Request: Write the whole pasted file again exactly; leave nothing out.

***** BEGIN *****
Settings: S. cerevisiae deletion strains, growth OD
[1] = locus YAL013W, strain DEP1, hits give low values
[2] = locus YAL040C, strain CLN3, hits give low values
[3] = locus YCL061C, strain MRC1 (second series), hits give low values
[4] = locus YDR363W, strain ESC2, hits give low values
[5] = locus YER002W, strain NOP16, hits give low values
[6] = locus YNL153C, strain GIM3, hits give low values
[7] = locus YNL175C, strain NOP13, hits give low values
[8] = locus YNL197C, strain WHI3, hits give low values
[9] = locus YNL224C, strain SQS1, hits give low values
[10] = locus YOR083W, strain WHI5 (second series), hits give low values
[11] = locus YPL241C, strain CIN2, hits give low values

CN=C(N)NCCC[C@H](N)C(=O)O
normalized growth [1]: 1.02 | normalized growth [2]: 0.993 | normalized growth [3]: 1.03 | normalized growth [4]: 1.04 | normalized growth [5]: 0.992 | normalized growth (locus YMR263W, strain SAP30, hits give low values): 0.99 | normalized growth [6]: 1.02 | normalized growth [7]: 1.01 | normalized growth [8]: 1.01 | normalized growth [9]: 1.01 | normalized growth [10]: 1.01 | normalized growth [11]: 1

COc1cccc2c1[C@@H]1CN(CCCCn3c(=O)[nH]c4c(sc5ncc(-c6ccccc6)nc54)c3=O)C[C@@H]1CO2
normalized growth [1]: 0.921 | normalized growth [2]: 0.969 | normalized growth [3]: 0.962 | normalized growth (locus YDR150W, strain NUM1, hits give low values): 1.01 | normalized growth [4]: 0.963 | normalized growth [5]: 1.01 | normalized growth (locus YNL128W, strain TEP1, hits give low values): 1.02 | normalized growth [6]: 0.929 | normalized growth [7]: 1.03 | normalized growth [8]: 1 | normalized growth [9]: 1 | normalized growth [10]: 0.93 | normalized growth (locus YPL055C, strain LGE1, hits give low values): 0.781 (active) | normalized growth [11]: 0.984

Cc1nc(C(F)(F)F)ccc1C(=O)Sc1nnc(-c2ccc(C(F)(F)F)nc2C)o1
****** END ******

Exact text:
Settings: S. cerevisiae deletion strains, growth OD
[1] = locus YAL013W, strain DEP1, hits give low values
[2] = locus YAL040C, strain CLN3, hits give low values
[3] = locus YCL061C, strain MRC1 (second series), hits give low values
[4] = locus YDR363W, strain ESC2, hits give low values
[5] = locus YER002W, strain NOP16, hits give low values
[6] = locus YNL153C, strain GIM3, hits give low values
[7] = locus YNL175C, strain NOP13, hits give low values
[8] = locus YNL197C, strain WHI3, hits give low values
[9] = locus YNL224C, strain SQS1, hits give low values
[10] = locus YOR083W, strain WHI5 (second series), hits give low values
[11] = locus YPL241C, strain CIN2, hits give low values

CN=C(N)NCCC[C@H](N)C(=O)O
normalized growth [1]: 1.02 | normalized growth [2]: 0.993 | normalized growth [3]: 1.03 | normalized growth [4]: 1.04 | normalized growth [5]: 0.992 | normalized growth (locus YMR263W, strain SAP30, hits give low values): 0.99 | normalized growth [6]: 1.02 | normalized growth [7]: 1.01 | normalized growth [8]: 1.01 | normalized growth [9]: 1.01 | normalized growth [10]: 1.01 | normalized growth [11]: 1

COc1cccc2c1[C@@H]1CN(CCCCn3c(=O)[nH]c4c(sc5ncc(-c6ccccc6)nc54)c3=O)C[C@@H]1CO2
normalized growth [1]: 0.921 | normalized growth [2]: 0.969 | normalized growth [3]: 0.962 | normalized growth (locus YDR150W, strain NUM1, hits give low values): 1.01 | normalized growth [4]: 0.963 | normalized growth [5]: 1.01 | normalized growth (locus YNL128W, strain TEP1, hits give low values): 1.02 | normalized growth [6]: 0.929 | normalized growth [7]: 1.03 | normalized growth [8]: 1 | normalized growth [9]: 1 | normalized growth [10]: 0.93 | normalized growth (locus YPL055C, strain LGE1, hits give low values): 0.781 (active) | normalized growth [11]: 0.984

Cc1nc(C(F)(F)F)ccc1C(=O)Sc1nnc(-c2ccc(C(F)(F)F)nc2C)o1